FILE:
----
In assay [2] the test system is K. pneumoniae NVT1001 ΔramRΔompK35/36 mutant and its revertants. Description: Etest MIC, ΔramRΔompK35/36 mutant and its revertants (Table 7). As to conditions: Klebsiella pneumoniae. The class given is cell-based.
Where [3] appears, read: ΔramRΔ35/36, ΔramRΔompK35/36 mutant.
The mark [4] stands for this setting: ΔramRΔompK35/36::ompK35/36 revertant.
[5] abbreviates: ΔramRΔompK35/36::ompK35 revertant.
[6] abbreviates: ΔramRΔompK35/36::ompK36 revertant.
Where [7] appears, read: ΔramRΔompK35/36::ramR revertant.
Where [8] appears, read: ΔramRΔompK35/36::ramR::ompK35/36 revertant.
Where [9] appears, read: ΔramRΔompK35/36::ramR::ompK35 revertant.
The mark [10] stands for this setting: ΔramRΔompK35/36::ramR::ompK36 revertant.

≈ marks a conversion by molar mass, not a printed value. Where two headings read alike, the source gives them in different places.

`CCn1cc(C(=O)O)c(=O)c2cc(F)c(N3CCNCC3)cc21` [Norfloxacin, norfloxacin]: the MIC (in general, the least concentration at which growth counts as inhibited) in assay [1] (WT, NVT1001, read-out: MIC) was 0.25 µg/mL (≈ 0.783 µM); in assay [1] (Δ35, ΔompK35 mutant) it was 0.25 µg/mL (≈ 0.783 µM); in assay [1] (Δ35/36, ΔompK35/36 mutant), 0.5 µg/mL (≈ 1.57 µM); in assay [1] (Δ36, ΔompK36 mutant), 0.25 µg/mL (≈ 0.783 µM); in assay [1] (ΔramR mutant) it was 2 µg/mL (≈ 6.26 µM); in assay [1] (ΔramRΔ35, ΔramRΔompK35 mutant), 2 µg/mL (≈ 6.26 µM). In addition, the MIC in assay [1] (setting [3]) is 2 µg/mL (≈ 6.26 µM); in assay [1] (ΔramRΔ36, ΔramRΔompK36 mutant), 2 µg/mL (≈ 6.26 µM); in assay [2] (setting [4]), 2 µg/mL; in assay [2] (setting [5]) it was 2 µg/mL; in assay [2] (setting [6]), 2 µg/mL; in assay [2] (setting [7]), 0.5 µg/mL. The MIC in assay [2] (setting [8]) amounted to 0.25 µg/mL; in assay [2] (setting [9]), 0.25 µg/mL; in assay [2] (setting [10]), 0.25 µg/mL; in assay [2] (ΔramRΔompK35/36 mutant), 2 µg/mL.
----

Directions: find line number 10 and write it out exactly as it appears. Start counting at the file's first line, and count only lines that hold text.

≈ marks a conversion by molar mass, not a printed value. Where two headings read alike, the source gives them in different places.